customer relationship management to identify conversations that contain complaints or negative
sentiments and potentially lead to brand crises (see Chapter 11 ). When marketers track the social
conversations around their brands and their competitors' brands, social listening can become an
effective tool for competitive intelligence.
Aside from those applications, social listening is most useful for market research. In traditional
market research methods (e.g., face-to-face interviews, phone surveys, and online surveys),
customers do not always tell marketers what they really think and do. In fact, they are not always able
to articulate what they really think and do, even if they want to. Moreover, traditional group-based
market research methods (e.g., focus groups) often fail to capture the social dynamics among
customers that naturally occur in their real communities. Here is where social listening excels.
Customers are more comfortable and open to tell their fellow customers what they think and do. The
natural conversations in the customers' own environments help them articulate their deepest anxieties
and desires. Social listening truly captures the social dynamics of communities.
Developed by Robert Kozinets, netnography (ethnography focused on the internet) is a method that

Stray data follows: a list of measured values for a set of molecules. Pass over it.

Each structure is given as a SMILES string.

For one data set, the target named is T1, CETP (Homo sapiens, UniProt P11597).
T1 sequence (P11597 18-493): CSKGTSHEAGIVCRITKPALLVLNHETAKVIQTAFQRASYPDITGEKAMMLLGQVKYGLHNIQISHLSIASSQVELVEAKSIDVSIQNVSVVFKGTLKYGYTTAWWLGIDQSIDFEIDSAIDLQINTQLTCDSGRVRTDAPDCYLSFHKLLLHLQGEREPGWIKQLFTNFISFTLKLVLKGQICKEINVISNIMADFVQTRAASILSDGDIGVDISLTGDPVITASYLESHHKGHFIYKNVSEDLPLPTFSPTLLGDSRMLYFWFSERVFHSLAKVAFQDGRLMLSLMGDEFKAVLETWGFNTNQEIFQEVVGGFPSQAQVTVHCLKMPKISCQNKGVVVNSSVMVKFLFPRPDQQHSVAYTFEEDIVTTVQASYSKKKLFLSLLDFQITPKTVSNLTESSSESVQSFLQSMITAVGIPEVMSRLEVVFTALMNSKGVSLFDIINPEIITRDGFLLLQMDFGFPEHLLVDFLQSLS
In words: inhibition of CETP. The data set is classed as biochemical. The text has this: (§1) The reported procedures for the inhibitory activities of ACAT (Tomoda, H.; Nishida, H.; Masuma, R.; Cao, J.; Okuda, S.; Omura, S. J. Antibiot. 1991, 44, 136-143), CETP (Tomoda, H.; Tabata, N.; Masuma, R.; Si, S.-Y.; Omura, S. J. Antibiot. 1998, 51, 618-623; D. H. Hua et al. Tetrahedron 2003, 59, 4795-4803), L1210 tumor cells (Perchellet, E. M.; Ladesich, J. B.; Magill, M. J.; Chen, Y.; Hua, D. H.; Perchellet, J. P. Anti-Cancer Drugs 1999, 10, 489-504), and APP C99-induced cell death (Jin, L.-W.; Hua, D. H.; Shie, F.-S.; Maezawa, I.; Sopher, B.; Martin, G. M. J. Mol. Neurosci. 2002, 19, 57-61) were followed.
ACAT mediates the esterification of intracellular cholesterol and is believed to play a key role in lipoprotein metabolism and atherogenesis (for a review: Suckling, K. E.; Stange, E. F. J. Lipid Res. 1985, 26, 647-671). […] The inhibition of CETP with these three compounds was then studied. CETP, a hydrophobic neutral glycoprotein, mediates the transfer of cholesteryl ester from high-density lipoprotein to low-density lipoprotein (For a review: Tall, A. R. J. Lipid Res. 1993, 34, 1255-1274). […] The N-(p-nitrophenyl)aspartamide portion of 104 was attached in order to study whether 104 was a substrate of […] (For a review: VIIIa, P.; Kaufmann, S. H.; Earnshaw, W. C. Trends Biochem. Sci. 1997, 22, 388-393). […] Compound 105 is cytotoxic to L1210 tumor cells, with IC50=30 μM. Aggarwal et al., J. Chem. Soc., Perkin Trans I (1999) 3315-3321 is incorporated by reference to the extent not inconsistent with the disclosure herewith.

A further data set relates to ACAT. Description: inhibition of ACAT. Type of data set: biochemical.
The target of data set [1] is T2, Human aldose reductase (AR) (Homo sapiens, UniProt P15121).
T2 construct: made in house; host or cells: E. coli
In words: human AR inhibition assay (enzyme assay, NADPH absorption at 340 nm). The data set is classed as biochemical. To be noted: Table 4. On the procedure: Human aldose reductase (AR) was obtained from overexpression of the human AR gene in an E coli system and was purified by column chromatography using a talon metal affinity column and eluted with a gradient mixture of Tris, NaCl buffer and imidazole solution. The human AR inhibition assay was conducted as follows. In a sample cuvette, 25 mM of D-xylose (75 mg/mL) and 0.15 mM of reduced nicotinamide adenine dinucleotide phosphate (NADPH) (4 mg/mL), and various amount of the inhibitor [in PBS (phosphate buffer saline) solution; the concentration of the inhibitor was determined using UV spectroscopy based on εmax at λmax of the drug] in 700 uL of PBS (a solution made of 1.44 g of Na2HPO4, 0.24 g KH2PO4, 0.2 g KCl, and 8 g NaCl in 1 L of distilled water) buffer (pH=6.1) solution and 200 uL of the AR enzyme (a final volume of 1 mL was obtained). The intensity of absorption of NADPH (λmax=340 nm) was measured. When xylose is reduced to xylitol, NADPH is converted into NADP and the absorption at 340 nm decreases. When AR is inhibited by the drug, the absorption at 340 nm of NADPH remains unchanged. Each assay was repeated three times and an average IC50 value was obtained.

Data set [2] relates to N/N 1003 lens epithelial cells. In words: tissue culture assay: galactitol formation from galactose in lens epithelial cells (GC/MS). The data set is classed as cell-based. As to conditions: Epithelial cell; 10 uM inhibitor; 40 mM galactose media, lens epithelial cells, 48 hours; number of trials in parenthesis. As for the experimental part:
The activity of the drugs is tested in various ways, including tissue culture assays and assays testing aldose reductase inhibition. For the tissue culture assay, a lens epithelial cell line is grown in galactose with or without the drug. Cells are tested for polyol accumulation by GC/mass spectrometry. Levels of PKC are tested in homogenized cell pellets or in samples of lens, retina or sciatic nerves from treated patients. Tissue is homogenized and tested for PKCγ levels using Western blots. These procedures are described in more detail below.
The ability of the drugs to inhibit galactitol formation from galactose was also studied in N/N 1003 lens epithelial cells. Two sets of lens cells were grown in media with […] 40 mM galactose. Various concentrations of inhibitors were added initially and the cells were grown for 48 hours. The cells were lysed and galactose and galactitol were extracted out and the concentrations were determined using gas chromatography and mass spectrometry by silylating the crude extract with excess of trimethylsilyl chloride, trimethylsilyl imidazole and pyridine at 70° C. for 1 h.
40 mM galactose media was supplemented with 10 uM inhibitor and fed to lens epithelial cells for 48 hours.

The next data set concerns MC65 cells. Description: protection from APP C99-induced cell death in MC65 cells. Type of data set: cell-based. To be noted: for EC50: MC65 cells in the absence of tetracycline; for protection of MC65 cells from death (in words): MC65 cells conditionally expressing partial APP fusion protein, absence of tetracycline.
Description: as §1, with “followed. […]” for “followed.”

adapts the practice of ethnography to understand human behaviors in e-tribes or online communities.
Similar to ethnography, netnography aims to study humans through immersion into their natural
communities in an unobtrusive way.
The key difference between netnography and social listening is that netnography often requires the
netnographers to become deeply engaged as active participants in online communities. The
netnographers join the communities, immerse themselves in the relationships, engage in
conversations, and develop empathy toward peer members. Thus, netnography itself is a form of
human-to-human connection in the market-research process.
In many cases, netnography becomes a more immersive follow-up of a social listening exercise.
Social listening can effectively help netnographers to identity the right communities into which they
should immerse themselves. Online communities that become rich sources of insights from
netnographers are usually customer-run communities—rather than company-run communities—that
cover very specific topics with a sizable traffic and a sizable number of active members. In most
cases, it is critical for the netnographers to disclose their purpose in doing the research and ask for
permission from the community members.
Whereas social listening mostly uses social media monitoring software to automatically create data
visualizations, netnography still requires the researchers to synthesize their deeper insights.